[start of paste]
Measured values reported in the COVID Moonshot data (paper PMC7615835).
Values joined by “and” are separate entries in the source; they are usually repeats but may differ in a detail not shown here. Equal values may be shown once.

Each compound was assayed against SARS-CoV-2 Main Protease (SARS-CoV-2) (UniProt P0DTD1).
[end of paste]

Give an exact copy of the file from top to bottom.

Measured values reported in the COVID Moonshot data (paper PMC7615835).
Values joined by “and” are separate entries in the source; they are usually repeats but may differ in a detail not shown here. Equal values may be shown once.

Each compound was assayed against SARS-CoV-2 Main Protease (SARS-CoV-2) (UniProt P0DTD1).